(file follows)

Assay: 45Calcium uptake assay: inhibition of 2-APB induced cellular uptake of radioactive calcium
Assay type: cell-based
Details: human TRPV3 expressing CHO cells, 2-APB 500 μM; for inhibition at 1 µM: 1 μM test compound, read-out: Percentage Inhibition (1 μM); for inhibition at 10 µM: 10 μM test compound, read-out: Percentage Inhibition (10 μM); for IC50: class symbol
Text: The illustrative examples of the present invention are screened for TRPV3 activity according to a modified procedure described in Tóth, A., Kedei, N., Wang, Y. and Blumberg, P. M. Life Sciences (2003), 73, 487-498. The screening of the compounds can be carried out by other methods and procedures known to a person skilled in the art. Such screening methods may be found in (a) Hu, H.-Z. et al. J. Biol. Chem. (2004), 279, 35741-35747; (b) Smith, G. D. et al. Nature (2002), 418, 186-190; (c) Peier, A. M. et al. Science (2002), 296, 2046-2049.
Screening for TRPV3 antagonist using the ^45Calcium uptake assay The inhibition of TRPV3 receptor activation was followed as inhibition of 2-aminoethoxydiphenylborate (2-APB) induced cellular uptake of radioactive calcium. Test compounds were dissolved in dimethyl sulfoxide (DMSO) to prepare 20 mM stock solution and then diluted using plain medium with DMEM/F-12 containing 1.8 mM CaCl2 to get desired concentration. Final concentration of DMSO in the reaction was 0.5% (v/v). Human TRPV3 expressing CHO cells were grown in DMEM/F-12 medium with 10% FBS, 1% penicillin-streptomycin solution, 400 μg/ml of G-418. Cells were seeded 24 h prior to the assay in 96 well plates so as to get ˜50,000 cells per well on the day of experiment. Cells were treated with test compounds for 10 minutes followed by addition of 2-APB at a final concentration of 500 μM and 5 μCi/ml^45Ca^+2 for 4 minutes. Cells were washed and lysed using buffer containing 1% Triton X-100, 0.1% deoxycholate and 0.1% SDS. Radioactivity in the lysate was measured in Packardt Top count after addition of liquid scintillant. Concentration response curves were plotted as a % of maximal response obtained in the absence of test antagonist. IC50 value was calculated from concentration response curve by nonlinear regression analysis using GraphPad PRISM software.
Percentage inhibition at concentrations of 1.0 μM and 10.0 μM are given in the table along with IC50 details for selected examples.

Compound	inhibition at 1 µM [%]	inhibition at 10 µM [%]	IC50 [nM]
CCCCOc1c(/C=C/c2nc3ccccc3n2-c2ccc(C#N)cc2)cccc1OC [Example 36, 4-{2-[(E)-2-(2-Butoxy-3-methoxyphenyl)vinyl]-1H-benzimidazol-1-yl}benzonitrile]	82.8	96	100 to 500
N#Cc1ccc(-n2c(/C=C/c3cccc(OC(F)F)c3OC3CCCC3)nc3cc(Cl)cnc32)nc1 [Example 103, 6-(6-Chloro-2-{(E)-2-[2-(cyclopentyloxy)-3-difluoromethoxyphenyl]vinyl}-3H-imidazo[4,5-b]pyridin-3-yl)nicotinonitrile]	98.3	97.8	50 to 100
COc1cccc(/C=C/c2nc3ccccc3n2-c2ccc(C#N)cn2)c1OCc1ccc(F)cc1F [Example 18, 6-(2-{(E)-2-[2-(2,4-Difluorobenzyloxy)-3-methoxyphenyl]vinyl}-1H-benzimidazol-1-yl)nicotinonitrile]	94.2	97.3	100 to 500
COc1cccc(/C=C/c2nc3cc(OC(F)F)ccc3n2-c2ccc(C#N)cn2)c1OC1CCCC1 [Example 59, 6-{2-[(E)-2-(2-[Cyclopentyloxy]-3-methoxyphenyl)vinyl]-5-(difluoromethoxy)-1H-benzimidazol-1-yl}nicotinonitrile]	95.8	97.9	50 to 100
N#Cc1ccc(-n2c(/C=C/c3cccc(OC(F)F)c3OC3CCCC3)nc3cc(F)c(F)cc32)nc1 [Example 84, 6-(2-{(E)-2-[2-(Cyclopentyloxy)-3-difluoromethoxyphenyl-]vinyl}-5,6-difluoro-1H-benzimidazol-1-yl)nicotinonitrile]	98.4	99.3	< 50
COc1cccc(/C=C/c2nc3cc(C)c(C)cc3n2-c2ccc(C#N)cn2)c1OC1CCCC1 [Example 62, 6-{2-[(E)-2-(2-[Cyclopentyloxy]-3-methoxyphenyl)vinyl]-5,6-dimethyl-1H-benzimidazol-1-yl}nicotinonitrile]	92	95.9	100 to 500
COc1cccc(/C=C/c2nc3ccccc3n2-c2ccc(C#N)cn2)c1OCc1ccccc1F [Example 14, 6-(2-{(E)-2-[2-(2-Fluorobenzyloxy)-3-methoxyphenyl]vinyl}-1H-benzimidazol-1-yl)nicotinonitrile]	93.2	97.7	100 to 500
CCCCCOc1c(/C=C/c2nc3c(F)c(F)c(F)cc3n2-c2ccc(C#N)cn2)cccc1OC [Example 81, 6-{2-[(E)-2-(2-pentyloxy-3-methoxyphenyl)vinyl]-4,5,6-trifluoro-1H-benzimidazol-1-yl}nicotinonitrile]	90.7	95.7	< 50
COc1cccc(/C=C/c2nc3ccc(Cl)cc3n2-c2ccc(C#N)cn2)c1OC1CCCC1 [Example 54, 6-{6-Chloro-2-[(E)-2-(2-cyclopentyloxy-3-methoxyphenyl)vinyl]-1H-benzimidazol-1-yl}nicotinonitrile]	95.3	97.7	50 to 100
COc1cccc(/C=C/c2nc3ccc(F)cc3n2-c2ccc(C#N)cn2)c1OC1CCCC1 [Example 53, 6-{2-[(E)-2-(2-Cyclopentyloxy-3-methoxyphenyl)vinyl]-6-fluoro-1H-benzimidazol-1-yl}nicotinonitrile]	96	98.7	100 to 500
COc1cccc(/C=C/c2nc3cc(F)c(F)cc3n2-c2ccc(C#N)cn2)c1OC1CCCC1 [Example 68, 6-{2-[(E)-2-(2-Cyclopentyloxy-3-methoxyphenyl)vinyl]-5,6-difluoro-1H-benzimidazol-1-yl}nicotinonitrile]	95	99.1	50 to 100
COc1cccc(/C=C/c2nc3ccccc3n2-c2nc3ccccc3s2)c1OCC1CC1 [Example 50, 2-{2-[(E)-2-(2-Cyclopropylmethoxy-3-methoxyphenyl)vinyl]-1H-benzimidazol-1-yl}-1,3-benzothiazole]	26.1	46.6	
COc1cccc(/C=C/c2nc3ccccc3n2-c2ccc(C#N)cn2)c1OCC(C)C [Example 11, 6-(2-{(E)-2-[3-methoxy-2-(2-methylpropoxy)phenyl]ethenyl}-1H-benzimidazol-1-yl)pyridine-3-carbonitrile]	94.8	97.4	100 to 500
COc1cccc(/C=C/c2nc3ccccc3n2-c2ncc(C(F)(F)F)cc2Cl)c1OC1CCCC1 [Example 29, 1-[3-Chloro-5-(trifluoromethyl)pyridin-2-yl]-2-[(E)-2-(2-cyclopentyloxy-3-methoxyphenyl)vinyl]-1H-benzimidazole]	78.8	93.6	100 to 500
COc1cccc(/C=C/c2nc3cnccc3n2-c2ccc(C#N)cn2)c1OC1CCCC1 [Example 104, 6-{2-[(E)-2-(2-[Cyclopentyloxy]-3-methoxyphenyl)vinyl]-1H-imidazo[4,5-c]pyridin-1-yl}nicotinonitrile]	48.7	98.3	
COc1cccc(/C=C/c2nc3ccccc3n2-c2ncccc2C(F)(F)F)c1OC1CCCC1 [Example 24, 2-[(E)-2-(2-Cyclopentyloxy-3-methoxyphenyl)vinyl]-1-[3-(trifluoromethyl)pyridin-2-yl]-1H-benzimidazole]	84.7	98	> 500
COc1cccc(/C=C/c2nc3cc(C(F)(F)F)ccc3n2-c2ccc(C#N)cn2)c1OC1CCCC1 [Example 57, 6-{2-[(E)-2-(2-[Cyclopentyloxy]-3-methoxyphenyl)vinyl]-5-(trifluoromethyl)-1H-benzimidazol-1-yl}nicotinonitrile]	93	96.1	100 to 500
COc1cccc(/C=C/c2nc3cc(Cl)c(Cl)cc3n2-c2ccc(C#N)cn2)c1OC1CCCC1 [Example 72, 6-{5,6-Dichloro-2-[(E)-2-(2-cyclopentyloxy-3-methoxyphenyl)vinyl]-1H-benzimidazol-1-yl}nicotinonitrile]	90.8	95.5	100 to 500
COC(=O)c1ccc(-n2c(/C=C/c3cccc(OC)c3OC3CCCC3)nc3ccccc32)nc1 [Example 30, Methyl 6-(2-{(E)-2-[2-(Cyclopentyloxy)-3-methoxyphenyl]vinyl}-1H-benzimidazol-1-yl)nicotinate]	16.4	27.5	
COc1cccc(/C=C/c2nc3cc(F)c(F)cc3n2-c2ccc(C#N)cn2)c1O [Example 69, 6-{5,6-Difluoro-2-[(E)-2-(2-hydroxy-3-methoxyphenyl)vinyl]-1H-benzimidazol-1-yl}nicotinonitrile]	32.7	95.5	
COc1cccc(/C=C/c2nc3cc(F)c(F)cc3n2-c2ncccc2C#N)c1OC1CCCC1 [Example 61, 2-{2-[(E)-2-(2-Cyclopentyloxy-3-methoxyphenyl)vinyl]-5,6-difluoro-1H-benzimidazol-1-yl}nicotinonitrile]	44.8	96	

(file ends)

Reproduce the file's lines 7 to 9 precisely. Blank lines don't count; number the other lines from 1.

Compound	inhibition at 1 µM [%]	inhibition at 10 µM [%]	IC50 [nM]
CCCCOc1c(/C=C/c2nc3ccccc3n2-c2ccc(C#N)cc2)cccc1OC [Example 36, 4-{2-[(E)-2-(2-Butoxy-3-methoxyphenyl)vinyl]-1H-benzimidazol-1-yl}benzonitrile]	82.8	96	100 to 500
N#Cc1ccc(-n2c(/C=C/c3cccc(OC(F)F)c3OC3CCCC3)nc3cc(Cl)cnc32)nc1 [Example 103, 6-(6-Chloro-2-{(E)-2-[2-(cyclopentyloxy)-3-difluoromethoxyphenyl]vinyl}-3H-imidazo[4,5-b]pyridin-3-yl)nicotinonitrile]	98.3	97.8	50 to 100